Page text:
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Enabling rule sets for access control list on your load balancer listener

Lulu Kennis
Product Solution Architect

Rule sets for your access control list (ACL) on your load balancer listener allow you to control your traffic because they permit or deny access to the load balancer. This permission reduces undesired requests sent from the load balancer to your backend systems.

This blog gives a brief introduction of ACLs and provides two use cases: Allow or deny public classless inter-domain routes (CIDRs) and allow or deny private CIDRs. Then, it instructs you on how to configure ACL rule sets on your load balancer.

Access control lists

ACLs act as a firewall to control the traffic going through your load balancer. The access control rule is based on the source IP. The rule permits access to application resources based on user-specified source IP address or address range. ACL rule sets are similar to pattern-matching and are used to verify certain conditions and perform an action, such as blocking traffic. If you don’t specify any ACLs, the default allows all traffic and forwards it to your load balancer backends.

Use cases

ACL rule sets restrict access from your specified IPs, range of your subnet, your own public addresses, or your on-premise network. The following use cases illustrate how a rule set can be used with your load balancer.

Allow or deny public CIDRs

This use case demonstrates that you can restrict access to application resources, based on a client’s source IP address range. An access control rule is applied at an HTTP or HTTPS listener. In Oracle Cloud Infrastructure (OCI), the default allows until you add a rule; then it becomes default deny. For example, if you configure access control rules as IP range 206.223.27.0/24, the listener denies all the traffic outside this range.

A graphic depicting the architecture to allow or deny public CIDRs.

Allow or deny private CIDRs

You can also use restricted access for specialized applications or locations or departments inside the customer’s network. If you have an accounting system for a global company, you can allow each country’s Finance and Accounting team to access the VCN identified in the rule set and block the rest of the team from access.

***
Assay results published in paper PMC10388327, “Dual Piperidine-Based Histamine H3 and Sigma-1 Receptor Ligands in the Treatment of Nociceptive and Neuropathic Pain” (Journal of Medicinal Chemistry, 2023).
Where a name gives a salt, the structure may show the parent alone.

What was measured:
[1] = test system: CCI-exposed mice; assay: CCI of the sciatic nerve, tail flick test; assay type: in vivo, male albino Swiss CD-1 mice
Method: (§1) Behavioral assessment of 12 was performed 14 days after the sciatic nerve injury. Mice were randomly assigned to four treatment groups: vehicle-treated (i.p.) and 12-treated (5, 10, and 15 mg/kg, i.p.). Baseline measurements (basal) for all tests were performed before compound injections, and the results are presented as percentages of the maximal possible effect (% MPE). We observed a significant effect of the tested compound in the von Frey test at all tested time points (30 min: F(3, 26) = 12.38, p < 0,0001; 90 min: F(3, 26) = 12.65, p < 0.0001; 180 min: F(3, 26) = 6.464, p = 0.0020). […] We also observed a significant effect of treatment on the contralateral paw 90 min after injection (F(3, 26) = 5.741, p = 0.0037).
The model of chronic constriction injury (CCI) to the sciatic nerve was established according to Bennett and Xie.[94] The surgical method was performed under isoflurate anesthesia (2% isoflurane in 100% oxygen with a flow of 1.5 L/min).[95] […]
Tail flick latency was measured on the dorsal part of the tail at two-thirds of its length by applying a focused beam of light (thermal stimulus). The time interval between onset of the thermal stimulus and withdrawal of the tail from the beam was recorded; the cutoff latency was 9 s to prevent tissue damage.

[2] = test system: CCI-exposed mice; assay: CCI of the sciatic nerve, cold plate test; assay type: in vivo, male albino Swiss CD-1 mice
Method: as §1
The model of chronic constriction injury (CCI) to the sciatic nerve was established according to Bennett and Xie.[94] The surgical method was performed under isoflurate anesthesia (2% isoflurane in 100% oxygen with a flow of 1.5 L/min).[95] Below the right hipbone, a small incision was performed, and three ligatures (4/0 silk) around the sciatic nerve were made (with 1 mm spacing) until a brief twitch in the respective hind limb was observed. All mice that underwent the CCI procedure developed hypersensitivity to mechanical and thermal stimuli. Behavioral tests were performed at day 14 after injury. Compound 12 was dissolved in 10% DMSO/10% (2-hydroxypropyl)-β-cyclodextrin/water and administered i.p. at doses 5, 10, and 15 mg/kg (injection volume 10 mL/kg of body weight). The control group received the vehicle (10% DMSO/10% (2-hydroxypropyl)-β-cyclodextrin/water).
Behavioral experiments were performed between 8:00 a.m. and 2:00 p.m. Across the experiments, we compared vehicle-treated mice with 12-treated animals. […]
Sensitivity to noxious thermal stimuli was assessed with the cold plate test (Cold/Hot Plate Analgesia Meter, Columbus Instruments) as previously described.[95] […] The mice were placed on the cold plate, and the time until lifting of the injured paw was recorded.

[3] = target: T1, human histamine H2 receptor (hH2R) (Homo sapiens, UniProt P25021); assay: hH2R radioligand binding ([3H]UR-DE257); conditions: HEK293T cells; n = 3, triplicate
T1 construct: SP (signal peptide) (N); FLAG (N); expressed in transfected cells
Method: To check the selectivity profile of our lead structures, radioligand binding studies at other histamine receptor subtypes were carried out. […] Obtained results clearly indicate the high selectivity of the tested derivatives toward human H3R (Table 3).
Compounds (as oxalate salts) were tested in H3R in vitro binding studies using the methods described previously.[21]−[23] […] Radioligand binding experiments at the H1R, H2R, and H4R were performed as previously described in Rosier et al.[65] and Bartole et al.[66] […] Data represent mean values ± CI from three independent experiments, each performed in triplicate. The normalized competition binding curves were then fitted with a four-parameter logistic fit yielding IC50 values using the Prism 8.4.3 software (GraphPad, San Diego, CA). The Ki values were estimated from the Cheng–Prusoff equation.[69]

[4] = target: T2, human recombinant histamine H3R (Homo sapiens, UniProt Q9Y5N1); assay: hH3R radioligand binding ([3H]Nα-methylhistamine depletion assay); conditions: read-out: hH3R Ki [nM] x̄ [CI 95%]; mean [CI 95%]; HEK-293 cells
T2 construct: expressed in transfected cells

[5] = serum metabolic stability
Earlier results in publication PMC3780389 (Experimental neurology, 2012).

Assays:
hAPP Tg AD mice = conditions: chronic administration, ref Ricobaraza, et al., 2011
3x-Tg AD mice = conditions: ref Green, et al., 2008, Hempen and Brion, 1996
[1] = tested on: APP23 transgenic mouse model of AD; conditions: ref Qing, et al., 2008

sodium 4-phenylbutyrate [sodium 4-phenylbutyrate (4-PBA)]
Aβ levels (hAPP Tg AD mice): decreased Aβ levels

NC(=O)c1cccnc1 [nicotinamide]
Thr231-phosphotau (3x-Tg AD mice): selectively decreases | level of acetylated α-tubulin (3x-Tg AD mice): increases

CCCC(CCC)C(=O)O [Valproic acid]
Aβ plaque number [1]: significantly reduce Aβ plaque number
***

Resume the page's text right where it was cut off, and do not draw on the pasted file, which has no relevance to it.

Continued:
A graphic depicting the architecture to allow or deny private CIDRs.How to create an access control rule

  1. Click details of your load balancer. In Resources, click Rule Sets.

  2. Click Create Rule Set and enter the name of the rule set.

  3. Check the “Specify access control rules” box and enter an IP CIDR block.

A screenshot of the Create Rule Set page, showing the Access Control Rules window.

You can also configure a rule set to allow certain HTTP method at a per HTTP listener level. If a user sends a request to the listener using an HTTP method not on your allowlist, the load balancer returns an HTTP 405 Not Allowed error code. Consider adding only methods that your application is designed to receive to your allowlist. For example, if you don’t want to receive POST requests, don’t add POST to the rule set.

Creating access method rules

The method is optional. Select one or more methods if you need them.

  1. Click the details of load balancer. In Resources, click Rule Sets.

  2. Click Create Rule Set and enter the name of the rule set. Then check the “Specify access method rules” box and select the method.

A screenshot of the Access Method Rules window with the Specify Access Method Rules box checked.

Conclusion

Access control rule sets are available to use in the Oracle Cloud Infrastructure Console, API, CLI, and in Terraform for your automation needs. You can use rule sets to help prevent security risks and reduce unwanted network traffic from your load balancer to your backend servers. To learn more, see the Rules Sets documentation.

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